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Khani S, Soleimani S, Sharif Nia H, Abdollahy F. Knowledge of Men about their Participation in Women’s Sexual and Reproductive Health and related factors. J Res Dev Nurs Midw. 2020; 17
URL: http://nmj.goums.ac.ir/article-1-1247-en.html
1- Department of Reproductive Health and Midwifery, Diabetes Research Center, Mazandaran Uni-versity of Medical Sciences, Sari, Iran
2- Student Research Committee, Nasibeh Nursing and Midwifery Faculty, Mazandaran University of Medical Science, Sari, Iran , sori.soleimani@yahoo.com
3- Department of Medical/Surgical Nursing, Amol Faculty of Nursing and Midwifery, Mazandaran University of Medical Sciences, Sari, Iran
4- Department of Public Health, College of Health, Mazandaran University of Medical Sciences, Sari, Iran
Abstract:   (1014 Views)
Background: Today, one of the key ways to promote Sexual and Reproductive Health of women is to attract men's participation in this field. Since there are challenges in our information about men's knowledge of their role in this field, the present study was designed to determine men's knowledge of their participation in women's sexual and reproductive health and its predictive factors in Iranian men.
Methods: The present study was designed and psychometrically analyzed the men's knowledge about their participation in sexual and reproductive health and then their knowledge was evaluated and described. In order to design the tool, the basics were prepared by interviewing and reviewing the texts.
 Then, face (qualitative and quantitative), content (qualitative and quantitative), structure (convergent and discriminant) validity, and reliability of the scale were assessed. Then, in a descriptive-analytic study, 449 men were selected by convenience method from health centers, Nowshahr and Chalus cities in Mazandaran province.
 Inclusion criteria included married men over 15 years of age with at least a fifth grade literacy in Farsi who came to health centers and who volunteered to participate in the study. Data were collected using a questionnaire (designed by the research team). The minimum knowledge score was 39 and the maximum was 195.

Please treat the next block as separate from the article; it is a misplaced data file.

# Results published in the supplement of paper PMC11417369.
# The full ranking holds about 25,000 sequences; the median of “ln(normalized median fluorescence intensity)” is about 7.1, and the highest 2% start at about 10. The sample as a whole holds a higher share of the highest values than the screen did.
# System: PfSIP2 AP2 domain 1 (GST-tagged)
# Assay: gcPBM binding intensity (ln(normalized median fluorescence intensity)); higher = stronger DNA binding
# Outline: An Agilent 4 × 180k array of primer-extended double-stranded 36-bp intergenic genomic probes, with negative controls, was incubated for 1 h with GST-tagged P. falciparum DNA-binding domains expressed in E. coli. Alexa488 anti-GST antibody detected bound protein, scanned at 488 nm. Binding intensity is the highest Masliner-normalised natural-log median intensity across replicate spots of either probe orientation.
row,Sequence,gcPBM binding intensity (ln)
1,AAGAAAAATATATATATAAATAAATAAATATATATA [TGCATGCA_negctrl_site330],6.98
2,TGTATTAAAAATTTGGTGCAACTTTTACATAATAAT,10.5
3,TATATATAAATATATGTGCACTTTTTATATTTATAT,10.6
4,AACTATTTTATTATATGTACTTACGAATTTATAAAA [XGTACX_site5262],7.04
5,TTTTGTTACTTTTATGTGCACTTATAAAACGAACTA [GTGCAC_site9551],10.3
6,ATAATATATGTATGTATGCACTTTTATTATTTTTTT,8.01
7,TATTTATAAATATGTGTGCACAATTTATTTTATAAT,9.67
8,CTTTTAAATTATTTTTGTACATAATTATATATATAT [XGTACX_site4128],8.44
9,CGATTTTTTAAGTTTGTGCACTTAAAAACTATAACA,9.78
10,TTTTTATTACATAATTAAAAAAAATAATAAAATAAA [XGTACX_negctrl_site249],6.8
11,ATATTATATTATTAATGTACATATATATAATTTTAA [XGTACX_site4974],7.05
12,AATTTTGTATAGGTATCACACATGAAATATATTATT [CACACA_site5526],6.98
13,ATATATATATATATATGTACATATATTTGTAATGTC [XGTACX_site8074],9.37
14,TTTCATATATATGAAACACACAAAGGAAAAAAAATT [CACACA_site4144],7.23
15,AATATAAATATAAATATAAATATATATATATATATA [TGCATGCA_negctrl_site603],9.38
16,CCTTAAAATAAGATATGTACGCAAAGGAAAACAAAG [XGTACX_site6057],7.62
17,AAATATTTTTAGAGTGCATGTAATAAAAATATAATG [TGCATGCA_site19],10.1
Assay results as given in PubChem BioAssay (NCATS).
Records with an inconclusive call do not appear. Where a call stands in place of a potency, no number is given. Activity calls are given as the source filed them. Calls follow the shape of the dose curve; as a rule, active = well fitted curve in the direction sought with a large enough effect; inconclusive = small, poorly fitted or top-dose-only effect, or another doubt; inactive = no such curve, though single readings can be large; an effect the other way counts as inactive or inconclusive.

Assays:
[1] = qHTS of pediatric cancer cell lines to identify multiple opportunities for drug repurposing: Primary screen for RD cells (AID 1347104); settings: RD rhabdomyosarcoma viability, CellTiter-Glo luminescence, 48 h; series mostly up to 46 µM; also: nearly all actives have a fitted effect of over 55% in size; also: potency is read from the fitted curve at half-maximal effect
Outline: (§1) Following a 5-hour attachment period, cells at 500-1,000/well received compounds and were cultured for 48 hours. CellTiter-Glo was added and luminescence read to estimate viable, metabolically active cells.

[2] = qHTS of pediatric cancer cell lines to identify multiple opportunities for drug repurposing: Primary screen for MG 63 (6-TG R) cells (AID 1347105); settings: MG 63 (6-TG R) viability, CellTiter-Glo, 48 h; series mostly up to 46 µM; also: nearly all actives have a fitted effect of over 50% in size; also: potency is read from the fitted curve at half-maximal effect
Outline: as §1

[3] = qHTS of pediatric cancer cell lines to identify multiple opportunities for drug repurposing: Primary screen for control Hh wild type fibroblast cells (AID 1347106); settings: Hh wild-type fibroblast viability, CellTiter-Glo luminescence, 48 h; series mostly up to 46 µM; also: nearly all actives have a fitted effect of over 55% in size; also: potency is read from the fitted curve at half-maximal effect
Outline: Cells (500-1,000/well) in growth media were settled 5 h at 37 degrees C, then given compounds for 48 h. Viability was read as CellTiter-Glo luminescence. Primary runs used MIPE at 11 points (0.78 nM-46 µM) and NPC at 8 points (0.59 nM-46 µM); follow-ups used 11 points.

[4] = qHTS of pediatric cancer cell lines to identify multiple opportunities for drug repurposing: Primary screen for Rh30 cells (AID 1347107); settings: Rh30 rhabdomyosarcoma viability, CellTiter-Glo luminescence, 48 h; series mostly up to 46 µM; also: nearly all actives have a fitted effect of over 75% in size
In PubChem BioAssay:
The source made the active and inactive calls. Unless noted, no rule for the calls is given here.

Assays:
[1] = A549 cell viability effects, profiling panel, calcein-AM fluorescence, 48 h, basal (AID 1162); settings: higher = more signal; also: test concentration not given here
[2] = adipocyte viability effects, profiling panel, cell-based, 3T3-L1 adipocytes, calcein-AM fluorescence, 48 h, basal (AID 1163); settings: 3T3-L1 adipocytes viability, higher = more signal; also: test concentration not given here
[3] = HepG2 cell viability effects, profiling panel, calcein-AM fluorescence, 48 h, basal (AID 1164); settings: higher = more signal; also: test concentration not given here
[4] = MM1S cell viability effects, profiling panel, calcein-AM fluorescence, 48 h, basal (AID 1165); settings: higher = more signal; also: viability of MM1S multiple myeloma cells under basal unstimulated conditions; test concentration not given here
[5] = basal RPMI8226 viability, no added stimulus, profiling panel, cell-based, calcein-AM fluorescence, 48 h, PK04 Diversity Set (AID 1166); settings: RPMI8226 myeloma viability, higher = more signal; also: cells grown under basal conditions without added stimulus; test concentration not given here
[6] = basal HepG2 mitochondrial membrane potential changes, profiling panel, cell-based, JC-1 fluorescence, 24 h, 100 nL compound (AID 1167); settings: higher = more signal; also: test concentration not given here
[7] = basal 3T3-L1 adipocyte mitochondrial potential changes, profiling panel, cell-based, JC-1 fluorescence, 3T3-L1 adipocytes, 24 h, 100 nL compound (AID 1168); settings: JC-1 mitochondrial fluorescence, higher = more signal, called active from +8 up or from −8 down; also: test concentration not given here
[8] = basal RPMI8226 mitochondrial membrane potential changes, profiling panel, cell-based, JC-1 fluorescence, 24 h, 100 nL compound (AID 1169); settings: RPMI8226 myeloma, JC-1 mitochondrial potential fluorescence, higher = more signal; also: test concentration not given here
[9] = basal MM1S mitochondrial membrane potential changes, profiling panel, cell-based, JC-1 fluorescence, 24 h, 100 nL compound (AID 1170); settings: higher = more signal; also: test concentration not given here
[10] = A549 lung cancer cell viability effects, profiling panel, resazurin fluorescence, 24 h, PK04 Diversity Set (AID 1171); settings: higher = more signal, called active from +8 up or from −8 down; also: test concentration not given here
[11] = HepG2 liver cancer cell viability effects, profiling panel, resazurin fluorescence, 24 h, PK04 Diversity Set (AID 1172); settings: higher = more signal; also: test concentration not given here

Results: Face (qualitative and quantitative (impact score>1.5)), content (qualitative and quantitative (CVR>0.62 and CVI>0.70)), structure (convergent and discriminant) validity, and reliability of the scale (Cronbach’s alpha > 0.7) were acceptable for all factors as well as internal consistency and structural reliability based on standard indices.
Confirmatory and exploratory factor analysis extracted six items of 28 items: "emotional and gender attention", "support for girls", "attention and supply of sexual and reproductive health needs", "violence avoidance", "responsibility" and "reproductive rights" with 28 items. The six-factor fitting of men's knowledge tool was confirmed by standard indices.
14.5% of the participants had a under school diploma. Most of them (76.4%) reported average household income. The maximum age of 72 was at least 23 and their mean age was 42.6. The results showed that the mean score of men's knowledge was 127.45 ± 8.33 and the maximum was 140, at least 86. Significant predictors in the regression analysis were forced marriage (B = -10.676), economic violence (B = -1.381), and having a history of abortion (B = -2.022).
Conclusions: The findings of the study showed that men's knowledge is inversely correlated with men's economic violence against women and forcing young people to choose a partner against their own inner desires and also with unwanted pregnancy and abortion. Therefore, policymakers and managers are recommended to pay close attention to increasing men's knowledge and it’s predictive to prevent these three inappropriate social phenomena.
     
Type of Study: Original Article | Subject: Psychology and Psychiatry

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